Theatre On the Fringe: The Lost Child On tour n Fourplay Lyric Studio

Click to follow
The Independent Culture
JUDGED BY its intentions alone, The Lost Child would be declared a must-see. The second in a trilogy of the same name by the David Glass Ensemble, it has grown out of the company's work with street children around the world.

Thousands were shown The Hansel Gretel Machine, which explored instances of abandonment through a mime version of the Brothers Grimm fairy tale, and their own answering experiences have contributed to the textless sequel.

Glass and his team - four actors, two designers and composer Jonathan Cooper - have fashioned a black-and-white "series of dream pictures" which are as redolent of Luis Bunuel as the acknowledged inspiration, Lewis Carroll. They are accompanied by a sound-track that bombards the car with drum-rolled gunfire, sampled gurgles, mournful loops of piano and a legion of occidental-oriental effects. But the non-specificity of The Lost Child gives rise to unease and confusion: images of brutalised or vulnerable youngsters are put to a metaphorical use which, while never entirely clear, seems to put the loss of innocence that comes with adulthood on a par with the traumas children can suffer at the hands of adults.

The piece takes the form of a quest conducted in and around a small proscenium theatre. A pregnant woman (Gretel) goes through a looking-glass in search of both her mirror-self and a man who beckoned her (Hansel). Her unborn baby is removed by a white-faced baldie with rabbit ears and a bandage- masked sidekick in a trench-coat and bowler hat. As creepy as the kiddycatcher from Chitty Chitty Bang Bang, this sinister duo tyrannise the children who live beneath the stage where they spend much time committing solvent abuse or blowing up polythene dolls, depending on how you look at it. You can't fault Glass's inventiveness - there are some striking coups de theatre with masks and fairy-lights - but, repeated in combinations that defy decoding, they leave the audience stranded. So much emphasis is placed on structure that it ends up looking hollow.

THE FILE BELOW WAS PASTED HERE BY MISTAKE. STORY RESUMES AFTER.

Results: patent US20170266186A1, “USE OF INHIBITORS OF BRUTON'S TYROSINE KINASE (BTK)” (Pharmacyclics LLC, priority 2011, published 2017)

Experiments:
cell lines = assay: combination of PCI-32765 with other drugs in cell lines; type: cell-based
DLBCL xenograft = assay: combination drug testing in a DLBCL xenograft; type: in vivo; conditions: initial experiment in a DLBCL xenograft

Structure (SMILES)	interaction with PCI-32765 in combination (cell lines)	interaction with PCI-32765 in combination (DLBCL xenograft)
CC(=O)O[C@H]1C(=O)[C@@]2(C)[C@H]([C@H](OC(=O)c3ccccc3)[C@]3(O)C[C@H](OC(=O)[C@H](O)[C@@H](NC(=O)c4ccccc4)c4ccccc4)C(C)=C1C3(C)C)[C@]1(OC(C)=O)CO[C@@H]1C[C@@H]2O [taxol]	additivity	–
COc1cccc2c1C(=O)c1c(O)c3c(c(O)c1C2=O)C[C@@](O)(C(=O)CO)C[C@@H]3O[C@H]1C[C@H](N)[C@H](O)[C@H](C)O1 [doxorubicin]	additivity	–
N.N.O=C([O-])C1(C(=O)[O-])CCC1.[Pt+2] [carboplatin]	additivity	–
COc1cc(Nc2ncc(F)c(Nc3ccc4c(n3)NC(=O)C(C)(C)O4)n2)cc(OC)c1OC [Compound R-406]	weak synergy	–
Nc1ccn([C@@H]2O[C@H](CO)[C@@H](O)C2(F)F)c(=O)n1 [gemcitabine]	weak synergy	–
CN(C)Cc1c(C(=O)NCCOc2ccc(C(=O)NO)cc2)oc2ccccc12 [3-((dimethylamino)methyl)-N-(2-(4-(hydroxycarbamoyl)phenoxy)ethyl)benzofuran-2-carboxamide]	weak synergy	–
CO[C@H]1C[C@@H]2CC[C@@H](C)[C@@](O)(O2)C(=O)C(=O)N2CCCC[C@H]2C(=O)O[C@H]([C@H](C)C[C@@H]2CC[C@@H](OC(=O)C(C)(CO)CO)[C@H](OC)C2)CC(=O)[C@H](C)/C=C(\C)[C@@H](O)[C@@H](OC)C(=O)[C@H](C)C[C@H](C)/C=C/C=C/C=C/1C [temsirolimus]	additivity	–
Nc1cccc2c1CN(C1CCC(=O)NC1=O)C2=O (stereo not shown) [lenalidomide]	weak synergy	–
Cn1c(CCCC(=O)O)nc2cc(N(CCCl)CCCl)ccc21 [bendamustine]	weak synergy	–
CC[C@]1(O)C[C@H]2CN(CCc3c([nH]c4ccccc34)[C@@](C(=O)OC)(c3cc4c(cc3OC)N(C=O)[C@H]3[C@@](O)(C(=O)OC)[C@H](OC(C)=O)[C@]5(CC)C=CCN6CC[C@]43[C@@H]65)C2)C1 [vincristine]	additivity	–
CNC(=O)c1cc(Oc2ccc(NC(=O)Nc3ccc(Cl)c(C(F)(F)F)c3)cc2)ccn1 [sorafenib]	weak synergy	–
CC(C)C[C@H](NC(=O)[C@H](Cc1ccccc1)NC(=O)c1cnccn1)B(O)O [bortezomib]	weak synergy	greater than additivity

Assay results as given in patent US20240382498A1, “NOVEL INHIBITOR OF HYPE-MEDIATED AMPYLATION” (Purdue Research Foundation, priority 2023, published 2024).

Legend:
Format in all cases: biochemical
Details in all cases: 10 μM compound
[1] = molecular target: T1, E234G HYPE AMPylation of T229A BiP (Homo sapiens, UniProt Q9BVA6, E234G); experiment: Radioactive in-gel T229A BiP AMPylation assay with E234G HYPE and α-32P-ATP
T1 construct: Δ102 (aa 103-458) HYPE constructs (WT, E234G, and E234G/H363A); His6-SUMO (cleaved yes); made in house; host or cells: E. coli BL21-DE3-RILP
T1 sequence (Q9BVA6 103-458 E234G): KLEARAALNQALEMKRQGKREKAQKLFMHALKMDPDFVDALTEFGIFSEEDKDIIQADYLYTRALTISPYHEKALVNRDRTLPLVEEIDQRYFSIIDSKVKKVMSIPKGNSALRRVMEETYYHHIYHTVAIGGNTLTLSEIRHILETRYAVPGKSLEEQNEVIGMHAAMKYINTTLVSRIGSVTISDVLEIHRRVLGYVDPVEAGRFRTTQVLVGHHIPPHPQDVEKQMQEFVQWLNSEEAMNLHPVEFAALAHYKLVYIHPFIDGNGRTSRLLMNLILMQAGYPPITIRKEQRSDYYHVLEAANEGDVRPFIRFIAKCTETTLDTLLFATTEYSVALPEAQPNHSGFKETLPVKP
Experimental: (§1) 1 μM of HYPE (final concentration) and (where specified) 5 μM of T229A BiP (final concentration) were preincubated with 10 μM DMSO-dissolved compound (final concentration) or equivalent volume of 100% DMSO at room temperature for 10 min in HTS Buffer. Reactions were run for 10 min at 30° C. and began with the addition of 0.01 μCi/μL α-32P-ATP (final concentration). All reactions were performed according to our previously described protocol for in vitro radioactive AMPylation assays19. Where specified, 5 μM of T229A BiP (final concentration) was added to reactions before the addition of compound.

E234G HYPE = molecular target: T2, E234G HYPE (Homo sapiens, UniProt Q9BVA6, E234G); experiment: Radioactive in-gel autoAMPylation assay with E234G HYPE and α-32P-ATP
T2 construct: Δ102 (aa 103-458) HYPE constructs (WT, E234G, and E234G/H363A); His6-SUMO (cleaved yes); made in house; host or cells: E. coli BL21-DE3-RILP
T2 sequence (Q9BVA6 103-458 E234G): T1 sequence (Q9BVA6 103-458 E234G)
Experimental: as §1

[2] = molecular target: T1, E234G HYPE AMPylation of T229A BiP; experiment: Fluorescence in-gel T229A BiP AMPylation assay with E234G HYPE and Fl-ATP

In Sergi Belbel's interestingly flawed anti-farce Fourplay, directed by Hans-Peter Kellner, an elaborate formalism is deployed to point up an inner emptiness.

In 38 brief, cut-up scenes, punctuated by cheesy incidental music, we are teased about what goes on when a sexless married couple bring two friends (male and female) together, with the bizarre motive of inaugurating their new bed. How much "action" takes place is thrown into question when suggestive scenes are repeated with more context: what might have been a lesbian embrace proves to be a slip-up on a pool of vomit; the smell of sex becomes the odour of tobacco puffed by Belbel's miserable quartet. The Catalan playwright has been compared with Pedro Almodovar, but the neurosis on display here is skin-deep, used to make points about consumerism and entertainment that would have been better served with less contrivance.

`The Lost Child', Birmingham Mac, Fri/Sat, (0121-440-3838) then tours; `Fourplay', Lyric Hammersmith (0181-741 8701) to 20 Feb